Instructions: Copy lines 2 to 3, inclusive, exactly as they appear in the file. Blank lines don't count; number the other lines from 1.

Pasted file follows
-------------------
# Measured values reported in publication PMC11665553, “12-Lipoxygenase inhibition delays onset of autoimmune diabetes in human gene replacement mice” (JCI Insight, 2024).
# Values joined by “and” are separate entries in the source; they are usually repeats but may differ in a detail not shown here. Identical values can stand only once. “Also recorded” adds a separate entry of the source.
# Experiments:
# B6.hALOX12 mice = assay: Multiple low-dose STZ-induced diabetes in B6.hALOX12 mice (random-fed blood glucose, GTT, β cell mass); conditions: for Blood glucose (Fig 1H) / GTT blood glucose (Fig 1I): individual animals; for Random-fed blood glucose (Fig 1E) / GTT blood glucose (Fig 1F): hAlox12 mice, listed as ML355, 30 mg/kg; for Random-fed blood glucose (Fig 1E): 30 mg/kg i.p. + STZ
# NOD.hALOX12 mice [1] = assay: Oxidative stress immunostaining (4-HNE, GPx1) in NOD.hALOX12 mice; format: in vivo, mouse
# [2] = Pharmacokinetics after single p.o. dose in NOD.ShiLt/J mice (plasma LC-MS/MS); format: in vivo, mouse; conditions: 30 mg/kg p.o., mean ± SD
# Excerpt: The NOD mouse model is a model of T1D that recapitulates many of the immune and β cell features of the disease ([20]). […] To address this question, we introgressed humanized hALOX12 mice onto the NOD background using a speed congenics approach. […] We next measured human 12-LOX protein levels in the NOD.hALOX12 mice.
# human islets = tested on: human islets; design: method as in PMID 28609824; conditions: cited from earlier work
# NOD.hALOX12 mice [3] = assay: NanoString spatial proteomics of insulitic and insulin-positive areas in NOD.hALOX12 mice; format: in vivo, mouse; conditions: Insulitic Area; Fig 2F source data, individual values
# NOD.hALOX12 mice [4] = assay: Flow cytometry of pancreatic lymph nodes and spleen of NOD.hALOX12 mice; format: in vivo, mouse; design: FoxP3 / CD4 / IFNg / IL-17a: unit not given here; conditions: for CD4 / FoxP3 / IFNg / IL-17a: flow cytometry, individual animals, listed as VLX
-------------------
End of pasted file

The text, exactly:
# Values joined by “and” are separate entries in the source; they are usually repeats but may differ in a detail not shown here. Identical values can stand only once. “Also recorded” adds a separate entry of the source.
# Experiments: